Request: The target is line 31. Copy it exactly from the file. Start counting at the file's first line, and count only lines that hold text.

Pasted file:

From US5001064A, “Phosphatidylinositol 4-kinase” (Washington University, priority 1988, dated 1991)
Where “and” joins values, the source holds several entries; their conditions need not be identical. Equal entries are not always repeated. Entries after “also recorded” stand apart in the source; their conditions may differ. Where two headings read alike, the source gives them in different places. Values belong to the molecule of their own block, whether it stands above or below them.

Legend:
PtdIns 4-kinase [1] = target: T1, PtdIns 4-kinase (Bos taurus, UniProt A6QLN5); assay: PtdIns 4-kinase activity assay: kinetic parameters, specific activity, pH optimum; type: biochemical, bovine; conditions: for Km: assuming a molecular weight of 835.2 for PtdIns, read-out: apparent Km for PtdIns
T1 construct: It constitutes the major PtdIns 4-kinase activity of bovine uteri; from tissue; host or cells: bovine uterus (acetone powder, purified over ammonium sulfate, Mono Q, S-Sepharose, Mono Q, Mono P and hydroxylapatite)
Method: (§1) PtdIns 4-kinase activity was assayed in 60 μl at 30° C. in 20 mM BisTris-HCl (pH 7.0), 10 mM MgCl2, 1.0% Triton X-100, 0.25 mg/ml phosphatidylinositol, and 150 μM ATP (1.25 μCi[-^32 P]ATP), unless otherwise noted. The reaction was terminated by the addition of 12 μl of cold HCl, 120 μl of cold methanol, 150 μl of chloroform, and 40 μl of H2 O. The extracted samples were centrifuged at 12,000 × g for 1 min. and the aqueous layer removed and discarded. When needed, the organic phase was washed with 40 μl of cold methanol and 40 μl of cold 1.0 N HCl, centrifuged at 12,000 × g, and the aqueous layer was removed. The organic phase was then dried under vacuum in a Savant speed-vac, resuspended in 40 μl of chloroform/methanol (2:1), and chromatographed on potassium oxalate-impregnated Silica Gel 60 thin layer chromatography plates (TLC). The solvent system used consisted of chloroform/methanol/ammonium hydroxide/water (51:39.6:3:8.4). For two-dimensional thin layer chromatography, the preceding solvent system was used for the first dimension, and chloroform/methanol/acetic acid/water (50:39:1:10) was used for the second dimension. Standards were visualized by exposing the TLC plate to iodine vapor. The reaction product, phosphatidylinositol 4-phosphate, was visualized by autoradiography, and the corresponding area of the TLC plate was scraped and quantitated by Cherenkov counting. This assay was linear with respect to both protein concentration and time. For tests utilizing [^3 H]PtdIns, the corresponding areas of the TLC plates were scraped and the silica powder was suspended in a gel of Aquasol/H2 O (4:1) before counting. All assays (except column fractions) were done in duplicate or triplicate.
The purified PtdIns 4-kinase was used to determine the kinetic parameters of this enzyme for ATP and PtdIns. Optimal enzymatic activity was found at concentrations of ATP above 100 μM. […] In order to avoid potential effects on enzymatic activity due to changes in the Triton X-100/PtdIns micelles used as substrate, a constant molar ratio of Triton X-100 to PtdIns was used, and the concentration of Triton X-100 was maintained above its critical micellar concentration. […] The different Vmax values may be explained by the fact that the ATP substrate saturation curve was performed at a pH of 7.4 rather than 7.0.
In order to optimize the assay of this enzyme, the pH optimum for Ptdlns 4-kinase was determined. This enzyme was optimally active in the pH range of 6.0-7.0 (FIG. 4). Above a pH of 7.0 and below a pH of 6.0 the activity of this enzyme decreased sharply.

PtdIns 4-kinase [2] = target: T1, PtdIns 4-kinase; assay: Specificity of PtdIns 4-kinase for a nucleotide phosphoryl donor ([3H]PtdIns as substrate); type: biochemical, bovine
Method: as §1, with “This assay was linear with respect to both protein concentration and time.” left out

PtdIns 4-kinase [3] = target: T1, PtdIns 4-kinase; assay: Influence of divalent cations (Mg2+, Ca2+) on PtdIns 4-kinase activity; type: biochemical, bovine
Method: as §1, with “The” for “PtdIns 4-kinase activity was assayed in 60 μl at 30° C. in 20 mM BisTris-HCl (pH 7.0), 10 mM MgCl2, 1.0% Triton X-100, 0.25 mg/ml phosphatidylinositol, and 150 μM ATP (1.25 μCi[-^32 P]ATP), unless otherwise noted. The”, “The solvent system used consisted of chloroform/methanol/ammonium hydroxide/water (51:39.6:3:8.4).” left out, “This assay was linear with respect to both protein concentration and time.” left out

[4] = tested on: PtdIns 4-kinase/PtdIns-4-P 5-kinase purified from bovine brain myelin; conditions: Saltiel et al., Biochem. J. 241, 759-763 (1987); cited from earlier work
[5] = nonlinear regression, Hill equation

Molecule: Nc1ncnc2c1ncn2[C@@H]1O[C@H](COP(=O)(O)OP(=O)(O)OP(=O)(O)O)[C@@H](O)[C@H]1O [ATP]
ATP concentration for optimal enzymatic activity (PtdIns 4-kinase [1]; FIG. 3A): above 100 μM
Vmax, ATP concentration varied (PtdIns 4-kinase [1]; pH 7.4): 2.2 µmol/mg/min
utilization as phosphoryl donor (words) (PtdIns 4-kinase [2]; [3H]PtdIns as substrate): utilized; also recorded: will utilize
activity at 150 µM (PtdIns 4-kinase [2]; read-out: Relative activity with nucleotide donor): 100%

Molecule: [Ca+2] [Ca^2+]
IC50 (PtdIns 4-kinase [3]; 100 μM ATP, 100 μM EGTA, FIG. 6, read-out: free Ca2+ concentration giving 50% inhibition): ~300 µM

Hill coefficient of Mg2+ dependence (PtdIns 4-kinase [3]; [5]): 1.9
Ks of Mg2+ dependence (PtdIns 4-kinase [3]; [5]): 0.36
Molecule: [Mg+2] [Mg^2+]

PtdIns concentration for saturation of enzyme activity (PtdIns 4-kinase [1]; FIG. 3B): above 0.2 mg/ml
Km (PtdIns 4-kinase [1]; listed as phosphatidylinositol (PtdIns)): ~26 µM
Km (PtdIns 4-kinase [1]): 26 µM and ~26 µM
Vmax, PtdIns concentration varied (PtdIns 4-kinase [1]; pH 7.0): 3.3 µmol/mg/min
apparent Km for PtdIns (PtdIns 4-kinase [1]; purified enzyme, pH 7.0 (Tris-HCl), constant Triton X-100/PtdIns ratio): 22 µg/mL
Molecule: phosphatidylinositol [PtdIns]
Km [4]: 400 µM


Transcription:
Km [4]: 400 µM